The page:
Michael Podolsky
Michael Podolsky
CEO and Co-Founder of PissedConsumer.com

Creating amazing customer service is the primary goal of any business. Yet, business owners and consumers may have different perspectives on the quality of customer service. How can you know customer expectations when they contact a support department?

...day in and day out, just be consistently and predictably the tiniest bit better than average and meet those customers' expectations.

Shep Hyken, a Customer Service & CX Expert, spoke with PissedConsumer about creating amazing customer service and what it means for consumers and companies. Learn how asking an extra question can help you better understand your customers.

Here are the main points discussed with our customer support expert.

How to Achieve Amazing Customer Service?

Shep: My name is Shep HykenI am a customer service and experience expert. I help my clients create amazing experiences for their customers and clients, guests, residents, and whatever they want to call them. I travel around the world doing speeches. I've written eight books, published over 3000 articles, and probably hundreds of publications. So I've been around for a while.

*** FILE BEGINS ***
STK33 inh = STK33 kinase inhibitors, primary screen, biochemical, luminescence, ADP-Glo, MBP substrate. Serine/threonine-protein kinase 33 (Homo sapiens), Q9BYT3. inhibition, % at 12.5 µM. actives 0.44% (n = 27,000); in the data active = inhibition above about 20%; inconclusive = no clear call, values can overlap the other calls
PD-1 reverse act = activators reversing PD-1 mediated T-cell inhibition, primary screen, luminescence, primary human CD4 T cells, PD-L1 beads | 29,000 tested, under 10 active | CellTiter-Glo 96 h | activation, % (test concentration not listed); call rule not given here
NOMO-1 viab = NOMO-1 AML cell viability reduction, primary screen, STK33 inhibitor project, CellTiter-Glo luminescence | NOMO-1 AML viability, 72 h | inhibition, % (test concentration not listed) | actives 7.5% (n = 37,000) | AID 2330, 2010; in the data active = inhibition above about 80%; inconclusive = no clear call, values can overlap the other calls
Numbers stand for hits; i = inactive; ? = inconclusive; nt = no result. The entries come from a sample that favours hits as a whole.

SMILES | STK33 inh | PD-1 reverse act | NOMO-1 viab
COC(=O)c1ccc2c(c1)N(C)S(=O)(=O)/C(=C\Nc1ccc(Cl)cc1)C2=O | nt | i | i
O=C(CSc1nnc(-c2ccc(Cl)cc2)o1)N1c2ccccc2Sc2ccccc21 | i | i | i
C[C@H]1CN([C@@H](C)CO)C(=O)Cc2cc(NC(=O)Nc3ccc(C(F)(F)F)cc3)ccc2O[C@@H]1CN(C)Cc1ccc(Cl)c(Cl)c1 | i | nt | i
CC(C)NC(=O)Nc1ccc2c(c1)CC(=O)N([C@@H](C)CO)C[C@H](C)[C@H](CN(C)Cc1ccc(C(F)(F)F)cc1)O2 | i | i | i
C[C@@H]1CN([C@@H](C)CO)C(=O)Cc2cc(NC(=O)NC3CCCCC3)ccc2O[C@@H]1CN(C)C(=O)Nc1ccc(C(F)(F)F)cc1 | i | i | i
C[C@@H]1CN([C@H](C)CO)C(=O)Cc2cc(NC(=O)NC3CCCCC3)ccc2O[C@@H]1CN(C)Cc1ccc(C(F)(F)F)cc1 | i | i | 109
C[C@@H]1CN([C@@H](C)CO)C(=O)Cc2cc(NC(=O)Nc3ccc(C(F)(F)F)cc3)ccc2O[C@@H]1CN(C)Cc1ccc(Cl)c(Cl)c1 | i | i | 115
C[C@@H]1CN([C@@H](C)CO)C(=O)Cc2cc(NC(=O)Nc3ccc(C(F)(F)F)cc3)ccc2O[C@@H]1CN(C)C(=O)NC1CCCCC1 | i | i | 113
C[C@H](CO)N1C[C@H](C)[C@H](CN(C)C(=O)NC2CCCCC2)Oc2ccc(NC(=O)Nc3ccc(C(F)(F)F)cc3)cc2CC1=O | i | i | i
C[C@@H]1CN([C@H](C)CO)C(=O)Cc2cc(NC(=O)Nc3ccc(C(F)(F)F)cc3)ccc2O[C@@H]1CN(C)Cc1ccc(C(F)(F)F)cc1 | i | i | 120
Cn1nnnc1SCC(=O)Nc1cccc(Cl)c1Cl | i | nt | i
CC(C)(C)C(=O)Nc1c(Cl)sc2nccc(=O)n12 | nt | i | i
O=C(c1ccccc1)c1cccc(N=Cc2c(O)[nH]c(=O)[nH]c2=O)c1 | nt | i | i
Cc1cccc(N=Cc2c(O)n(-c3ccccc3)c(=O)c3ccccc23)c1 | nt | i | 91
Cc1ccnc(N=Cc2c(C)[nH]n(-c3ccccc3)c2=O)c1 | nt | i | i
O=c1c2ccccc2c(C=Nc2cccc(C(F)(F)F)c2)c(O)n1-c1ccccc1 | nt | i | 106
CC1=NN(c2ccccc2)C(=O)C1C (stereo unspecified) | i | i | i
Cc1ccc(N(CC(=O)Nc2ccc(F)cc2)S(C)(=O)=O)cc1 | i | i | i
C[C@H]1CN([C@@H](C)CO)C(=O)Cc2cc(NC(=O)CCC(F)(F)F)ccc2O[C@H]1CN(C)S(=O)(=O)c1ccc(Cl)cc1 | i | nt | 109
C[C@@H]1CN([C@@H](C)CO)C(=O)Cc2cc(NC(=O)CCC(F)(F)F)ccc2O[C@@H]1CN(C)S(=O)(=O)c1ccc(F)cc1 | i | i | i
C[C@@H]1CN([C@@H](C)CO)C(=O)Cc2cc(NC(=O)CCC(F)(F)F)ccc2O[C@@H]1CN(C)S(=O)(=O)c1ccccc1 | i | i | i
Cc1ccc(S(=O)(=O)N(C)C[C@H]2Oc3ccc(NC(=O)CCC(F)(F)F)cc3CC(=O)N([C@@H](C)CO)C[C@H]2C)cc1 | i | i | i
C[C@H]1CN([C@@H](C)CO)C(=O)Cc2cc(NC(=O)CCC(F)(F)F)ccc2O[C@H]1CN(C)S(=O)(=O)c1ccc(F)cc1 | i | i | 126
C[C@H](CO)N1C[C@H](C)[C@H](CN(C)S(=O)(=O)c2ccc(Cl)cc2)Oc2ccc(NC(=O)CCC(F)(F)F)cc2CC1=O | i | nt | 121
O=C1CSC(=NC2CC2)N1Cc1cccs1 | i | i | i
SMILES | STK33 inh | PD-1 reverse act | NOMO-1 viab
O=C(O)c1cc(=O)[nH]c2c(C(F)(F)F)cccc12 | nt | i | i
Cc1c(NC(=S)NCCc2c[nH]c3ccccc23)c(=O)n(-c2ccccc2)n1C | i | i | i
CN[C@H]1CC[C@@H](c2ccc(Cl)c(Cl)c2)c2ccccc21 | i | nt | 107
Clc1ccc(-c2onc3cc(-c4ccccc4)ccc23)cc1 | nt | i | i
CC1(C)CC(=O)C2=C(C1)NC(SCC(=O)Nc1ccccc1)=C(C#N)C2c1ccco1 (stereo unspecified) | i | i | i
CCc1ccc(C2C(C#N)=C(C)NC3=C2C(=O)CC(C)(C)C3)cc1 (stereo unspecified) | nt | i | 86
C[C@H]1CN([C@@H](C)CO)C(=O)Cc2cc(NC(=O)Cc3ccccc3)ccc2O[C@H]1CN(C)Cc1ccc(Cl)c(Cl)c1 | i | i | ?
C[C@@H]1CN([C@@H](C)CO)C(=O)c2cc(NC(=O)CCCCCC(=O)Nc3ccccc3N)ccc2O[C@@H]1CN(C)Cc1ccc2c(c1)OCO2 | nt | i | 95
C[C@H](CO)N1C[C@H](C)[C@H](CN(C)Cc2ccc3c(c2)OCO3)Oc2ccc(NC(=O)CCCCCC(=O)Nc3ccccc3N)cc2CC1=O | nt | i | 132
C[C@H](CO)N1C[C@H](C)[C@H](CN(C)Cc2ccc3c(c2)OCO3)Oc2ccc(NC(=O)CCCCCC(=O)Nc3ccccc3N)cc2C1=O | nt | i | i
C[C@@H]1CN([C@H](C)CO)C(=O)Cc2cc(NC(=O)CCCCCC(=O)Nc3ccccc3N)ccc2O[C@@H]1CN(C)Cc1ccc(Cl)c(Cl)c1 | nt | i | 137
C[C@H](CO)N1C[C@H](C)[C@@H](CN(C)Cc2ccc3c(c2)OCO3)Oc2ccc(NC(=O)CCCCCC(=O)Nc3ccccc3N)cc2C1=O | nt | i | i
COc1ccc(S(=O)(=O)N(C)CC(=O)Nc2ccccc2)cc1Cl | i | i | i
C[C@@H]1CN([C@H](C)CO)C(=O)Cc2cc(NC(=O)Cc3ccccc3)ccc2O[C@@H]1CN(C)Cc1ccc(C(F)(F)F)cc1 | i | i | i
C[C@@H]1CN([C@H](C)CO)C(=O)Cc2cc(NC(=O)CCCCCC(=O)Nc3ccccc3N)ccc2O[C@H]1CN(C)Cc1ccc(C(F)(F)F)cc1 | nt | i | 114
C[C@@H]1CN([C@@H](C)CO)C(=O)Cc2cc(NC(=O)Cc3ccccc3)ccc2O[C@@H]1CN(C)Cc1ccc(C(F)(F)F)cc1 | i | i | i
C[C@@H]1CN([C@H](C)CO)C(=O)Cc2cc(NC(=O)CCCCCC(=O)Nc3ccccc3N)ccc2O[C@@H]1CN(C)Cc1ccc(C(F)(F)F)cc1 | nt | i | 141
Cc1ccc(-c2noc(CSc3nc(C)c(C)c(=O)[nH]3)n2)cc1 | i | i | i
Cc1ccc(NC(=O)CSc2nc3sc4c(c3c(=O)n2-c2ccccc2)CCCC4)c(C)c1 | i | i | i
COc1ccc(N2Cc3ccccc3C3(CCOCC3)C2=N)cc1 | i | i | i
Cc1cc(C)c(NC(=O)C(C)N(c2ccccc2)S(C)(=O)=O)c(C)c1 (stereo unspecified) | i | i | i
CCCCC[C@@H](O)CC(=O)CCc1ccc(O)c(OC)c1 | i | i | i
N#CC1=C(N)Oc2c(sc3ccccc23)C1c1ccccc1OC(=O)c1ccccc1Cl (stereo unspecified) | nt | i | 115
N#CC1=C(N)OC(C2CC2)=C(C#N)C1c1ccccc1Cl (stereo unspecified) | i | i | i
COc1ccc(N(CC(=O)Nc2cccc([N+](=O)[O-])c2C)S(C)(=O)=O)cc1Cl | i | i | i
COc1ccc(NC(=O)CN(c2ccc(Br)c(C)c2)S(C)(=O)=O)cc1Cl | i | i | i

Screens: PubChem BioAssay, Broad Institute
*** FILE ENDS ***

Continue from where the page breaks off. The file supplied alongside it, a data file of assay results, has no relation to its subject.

Michael: Thank you, Shep! How do companies achieve amazing customer service? What's in your point of view is amazing customer service? How would you advise companies to do that?

Shep: The word ‘amazing’ is kind of misleading at times because most people think amazing is about being over the top and blowing people away with the best experience they've ever had. But the truth of it is ‘amazing’ is just doing what's expected. 

And if you wanted to do more than it's expected, you don't have to do much more. It's like 5% or 10% better than average, but when you do it consistently and predictably, which is the key, your clients and customers are going to say, "I love doing business with them. They're always so quick to respond, they're always knowledgeable, they're always helpful."